Little about New Line's return to the Freddy Krueger well delivers.
The most imaginatively conceived of 1980s horror franchises, “A Nightmare on Elm Street” degenerated fast after Wes Craven’s ’84 original, as Robert Englund’s Freddy Krueger became a standup ghoul dispensing limp wisecracks to teens in baroque death throes. Thus, it seemed possible a reboot might be more corrective than redundant — especially with the inspired choice of Jackie Earle Haley as Freddy 2.0. Alas, little about New Line’s return to the well delivers on that promise. Nevertheless, fan anticipation should mean big biz, even if this new “Nightmare” has as tough a time re-raising the tentpole as other recent slasher retrofits.
Haley’s startling comeback turn as a repulsive yet pathetic pederast in “Little Children” three years ago certainly qualified him to breathe new life into the striped sweater of this child-abusing villain. (The closest thing to a significant update in Wesley Strick and Eric Hessler’s script is the shift in cultural paranoias: Instead of a dead child murderer, Freddy is now a dead child molester who worked at a preschool, and whose victims recover repressed memories of trauma.)
Wearing more realistic extreme-burn-victim makeup and afforded longer pre-ghoul flashbacks in order to play the role straight (at least until some de rigueur lame puns later on), Haley still doesn’t get the chance to lend Freddy genuinely creepy dimension. Just one scene as quietly, insidiously suggestive as the actor’s car date with Jane Adams in “Children” would have been a game-changer.
But this “Nightmare” is too busy cramming in routine shock cuts to take such a risk. Likewise, no time is devoted to establishing premise (it’s assumed we’ve seen prior incarnations, so why bother?), atmosphere or character depth. And while the original pic wasn’t so hot in those departments either, it nevertheless felt more grounded in a credible world.
Sticking close to its story template (and reproducing several specific scares), pic opens with Dean (Kellan Lutz) already terrorized by sleeping visions of the knife-fingered Mr. Krueger. Trying to stay awake in a diner, he falls prey to what girlfriend Kris (Katie Cassidy) and other horrified onlookers assume is a suicidal urge.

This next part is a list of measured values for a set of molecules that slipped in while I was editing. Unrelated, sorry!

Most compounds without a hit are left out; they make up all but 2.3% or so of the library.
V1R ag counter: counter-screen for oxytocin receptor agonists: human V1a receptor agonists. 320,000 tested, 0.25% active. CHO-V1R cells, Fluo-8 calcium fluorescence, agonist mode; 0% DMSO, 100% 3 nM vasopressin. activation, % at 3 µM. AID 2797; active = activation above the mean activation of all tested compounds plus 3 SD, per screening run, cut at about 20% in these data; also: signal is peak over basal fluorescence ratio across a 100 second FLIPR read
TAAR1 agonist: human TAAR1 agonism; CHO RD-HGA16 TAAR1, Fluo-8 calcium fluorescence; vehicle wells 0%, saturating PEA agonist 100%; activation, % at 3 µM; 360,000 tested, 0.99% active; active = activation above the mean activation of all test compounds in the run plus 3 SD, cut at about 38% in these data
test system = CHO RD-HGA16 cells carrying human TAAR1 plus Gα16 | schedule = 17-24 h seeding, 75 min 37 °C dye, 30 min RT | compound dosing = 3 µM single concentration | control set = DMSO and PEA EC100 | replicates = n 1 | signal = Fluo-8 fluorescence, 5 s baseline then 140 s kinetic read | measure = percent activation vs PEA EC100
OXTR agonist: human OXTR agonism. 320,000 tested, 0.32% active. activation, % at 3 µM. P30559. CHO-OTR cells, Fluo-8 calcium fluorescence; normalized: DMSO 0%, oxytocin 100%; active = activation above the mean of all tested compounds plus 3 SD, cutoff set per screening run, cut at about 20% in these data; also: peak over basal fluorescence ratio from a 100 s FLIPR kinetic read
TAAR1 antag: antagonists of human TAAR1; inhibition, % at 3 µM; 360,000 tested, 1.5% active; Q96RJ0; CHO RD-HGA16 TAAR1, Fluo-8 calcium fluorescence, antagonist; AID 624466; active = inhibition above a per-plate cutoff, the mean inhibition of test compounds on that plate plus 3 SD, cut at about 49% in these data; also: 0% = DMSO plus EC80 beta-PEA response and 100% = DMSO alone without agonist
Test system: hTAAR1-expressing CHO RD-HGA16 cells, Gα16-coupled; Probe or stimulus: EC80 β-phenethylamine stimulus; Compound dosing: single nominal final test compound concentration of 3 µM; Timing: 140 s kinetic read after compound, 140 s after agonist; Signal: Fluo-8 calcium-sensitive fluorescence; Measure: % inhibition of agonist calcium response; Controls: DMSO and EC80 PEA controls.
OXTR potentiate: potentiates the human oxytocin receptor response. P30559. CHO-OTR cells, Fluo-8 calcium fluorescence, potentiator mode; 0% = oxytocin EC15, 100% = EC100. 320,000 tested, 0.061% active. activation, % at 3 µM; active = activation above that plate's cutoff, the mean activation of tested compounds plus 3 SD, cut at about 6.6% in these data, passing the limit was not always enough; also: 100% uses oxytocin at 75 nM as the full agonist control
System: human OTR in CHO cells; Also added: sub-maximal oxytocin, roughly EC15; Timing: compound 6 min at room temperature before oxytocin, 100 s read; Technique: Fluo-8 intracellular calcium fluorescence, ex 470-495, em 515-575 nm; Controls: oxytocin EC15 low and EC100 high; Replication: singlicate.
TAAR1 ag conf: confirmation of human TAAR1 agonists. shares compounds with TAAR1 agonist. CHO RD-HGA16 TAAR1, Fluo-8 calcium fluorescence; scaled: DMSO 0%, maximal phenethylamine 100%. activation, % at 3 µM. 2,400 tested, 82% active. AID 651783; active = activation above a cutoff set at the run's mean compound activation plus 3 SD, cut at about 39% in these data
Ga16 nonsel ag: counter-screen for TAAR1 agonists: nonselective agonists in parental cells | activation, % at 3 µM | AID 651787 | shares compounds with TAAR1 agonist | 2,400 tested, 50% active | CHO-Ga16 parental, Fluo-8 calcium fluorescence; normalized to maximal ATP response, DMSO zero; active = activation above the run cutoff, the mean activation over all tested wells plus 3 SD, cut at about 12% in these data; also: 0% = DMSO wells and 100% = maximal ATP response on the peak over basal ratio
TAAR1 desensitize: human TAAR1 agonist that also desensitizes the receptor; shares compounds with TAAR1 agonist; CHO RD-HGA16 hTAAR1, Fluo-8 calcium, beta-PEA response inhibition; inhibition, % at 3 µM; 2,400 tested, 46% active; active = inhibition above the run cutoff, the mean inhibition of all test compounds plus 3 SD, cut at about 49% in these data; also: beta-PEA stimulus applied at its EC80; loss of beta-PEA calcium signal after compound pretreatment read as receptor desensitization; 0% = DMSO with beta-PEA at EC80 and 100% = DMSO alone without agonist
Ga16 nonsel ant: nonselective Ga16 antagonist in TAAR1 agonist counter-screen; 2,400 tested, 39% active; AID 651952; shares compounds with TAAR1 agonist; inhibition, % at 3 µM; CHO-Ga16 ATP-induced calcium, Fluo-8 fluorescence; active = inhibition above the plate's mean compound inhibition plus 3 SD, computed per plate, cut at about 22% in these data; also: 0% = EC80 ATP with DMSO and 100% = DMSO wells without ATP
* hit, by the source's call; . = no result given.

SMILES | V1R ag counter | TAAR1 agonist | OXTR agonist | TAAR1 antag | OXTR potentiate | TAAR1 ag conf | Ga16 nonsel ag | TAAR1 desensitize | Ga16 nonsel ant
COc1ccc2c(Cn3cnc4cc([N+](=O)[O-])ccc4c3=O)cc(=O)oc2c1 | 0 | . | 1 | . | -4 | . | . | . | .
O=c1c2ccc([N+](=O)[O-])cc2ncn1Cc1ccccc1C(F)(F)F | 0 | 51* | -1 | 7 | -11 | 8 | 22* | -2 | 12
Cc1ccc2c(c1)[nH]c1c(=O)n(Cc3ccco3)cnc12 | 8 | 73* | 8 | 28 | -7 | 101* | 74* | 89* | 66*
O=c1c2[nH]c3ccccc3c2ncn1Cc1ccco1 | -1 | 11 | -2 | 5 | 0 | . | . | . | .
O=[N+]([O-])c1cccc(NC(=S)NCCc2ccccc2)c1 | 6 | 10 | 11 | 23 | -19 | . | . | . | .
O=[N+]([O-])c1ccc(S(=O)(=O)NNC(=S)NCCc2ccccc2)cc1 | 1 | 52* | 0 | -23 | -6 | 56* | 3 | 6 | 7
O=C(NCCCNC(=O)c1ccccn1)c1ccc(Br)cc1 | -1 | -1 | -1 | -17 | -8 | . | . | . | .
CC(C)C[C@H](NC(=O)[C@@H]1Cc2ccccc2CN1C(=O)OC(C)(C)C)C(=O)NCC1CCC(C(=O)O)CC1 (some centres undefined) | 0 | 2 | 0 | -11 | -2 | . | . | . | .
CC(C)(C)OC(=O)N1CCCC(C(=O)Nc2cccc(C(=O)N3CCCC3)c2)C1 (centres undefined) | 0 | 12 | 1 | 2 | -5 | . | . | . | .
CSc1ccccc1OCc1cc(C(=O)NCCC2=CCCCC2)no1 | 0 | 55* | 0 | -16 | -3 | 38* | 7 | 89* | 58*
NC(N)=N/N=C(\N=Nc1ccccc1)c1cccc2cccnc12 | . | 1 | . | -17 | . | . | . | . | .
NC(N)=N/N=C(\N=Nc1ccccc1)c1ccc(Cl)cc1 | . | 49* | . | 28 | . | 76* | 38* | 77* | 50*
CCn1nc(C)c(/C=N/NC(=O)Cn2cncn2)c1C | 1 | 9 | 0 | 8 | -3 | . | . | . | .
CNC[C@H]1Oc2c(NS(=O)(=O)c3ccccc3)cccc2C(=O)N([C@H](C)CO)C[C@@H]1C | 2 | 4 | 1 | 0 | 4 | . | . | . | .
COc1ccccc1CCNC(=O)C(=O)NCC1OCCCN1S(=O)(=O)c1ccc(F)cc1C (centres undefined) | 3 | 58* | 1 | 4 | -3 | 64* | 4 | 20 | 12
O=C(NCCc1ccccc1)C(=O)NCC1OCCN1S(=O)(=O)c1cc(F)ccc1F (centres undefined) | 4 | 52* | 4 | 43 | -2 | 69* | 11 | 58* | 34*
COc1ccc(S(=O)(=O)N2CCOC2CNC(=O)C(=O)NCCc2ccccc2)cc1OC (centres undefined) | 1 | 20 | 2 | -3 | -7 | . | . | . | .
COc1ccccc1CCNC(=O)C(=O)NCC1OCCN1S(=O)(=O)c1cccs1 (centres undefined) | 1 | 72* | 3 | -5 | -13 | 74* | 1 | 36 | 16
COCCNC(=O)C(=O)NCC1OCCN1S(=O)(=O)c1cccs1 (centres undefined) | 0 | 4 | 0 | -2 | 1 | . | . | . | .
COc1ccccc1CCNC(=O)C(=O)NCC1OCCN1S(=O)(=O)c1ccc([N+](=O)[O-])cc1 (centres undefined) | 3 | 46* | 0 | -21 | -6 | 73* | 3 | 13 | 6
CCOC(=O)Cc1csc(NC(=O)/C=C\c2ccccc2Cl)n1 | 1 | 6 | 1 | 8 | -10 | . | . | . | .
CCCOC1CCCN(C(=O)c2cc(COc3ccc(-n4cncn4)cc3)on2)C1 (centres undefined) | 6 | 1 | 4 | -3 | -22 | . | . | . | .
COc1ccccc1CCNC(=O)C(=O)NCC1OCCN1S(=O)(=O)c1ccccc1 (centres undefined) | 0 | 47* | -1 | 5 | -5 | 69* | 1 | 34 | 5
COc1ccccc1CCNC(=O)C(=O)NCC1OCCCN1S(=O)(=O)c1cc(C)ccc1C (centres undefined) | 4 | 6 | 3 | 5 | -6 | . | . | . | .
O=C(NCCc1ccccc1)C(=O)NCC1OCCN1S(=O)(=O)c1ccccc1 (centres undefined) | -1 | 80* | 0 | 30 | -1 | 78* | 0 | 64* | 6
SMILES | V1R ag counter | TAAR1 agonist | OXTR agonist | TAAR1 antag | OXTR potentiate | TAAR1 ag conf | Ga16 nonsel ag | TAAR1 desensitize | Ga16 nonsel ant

Realizing that “when he kills you in your sleep, you stay dead,” Kris finds she’s sharing the same deadly dreams with fellow high schoolers Jesse (Thomas Dekker), Quentin (Kyle Gallner) and Nancy (Rooney Mara). They soon glean they’re linked by hideous events that took place when they were 5-year-olds — events their parents have tried to bury. Unfortunately, vengeful Freddy’s spirit digs them up.
Less fortunately still, none of this is very frightening. Vet musicvid director Samuel Bayer’s feature debut does nothing glaringly wrong, but there’s not much that’s inventively right, either. The slickly assembled widescreen pic has no distinctive style and scant imagination, not even in the realm of those fantasy f/x that kept the original series colorfully diverting.
While the 1984 film has aged, its now-familiar jolts still pack more punch than this pic’s recycled ones, which sometimes register so tepidly as to cause snickers. Craven also had a sure hand with his junior thesps (including young Johnny Depp); Bayer’s TV-drafted leads are less deftly handled, with Mara and Gallner making a charisma-free climactic duo.
By then, a screenplay that can hardly be accused of taking too many liberties with the source material has managed to flub its own premise: For no apparent reason, in the last reel or so, Freddy seems able to manifest whether the kids are asleep or not.
Packaging is glossy by genre standards.